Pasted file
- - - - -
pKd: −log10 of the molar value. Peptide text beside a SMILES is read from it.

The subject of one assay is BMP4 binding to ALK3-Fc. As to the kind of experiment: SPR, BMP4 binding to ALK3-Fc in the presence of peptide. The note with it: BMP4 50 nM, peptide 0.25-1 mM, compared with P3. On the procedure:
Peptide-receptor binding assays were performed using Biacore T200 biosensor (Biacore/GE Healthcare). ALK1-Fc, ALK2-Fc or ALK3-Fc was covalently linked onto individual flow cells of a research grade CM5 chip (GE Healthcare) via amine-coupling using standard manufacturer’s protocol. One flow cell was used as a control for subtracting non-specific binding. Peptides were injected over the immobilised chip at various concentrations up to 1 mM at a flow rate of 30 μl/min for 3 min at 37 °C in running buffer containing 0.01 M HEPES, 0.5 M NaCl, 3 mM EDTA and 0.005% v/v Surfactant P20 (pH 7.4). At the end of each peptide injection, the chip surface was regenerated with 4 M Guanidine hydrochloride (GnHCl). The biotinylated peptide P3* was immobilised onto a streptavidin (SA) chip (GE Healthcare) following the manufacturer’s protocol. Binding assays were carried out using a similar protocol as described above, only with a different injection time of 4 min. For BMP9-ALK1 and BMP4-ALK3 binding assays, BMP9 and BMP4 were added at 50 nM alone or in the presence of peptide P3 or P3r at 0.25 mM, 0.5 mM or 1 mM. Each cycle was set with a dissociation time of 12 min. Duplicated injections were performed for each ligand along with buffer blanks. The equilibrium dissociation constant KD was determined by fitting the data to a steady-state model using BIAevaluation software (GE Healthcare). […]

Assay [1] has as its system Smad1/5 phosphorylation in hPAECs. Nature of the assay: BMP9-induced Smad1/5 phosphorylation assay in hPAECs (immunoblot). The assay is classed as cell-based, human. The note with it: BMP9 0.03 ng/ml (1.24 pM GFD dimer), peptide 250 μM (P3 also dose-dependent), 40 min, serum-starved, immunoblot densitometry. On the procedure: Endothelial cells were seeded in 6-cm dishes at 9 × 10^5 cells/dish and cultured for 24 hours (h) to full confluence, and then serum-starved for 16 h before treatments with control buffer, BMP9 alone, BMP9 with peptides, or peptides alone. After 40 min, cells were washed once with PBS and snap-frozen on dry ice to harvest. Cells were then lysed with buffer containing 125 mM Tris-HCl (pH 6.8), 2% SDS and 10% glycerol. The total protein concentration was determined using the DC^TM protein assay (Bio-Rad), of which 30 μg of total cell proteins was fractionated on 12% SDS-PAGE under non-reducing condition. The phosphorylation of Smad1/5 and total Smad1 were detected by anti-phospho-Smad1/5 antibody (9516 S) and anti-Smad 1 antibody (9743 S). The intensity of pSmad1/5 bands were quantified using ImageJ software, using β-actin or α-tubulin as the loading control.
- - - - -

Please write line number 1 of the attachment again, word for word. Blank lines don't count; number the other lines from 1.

pKd: −log10 of the molar value. Peptide text beside a SMILES is read from it.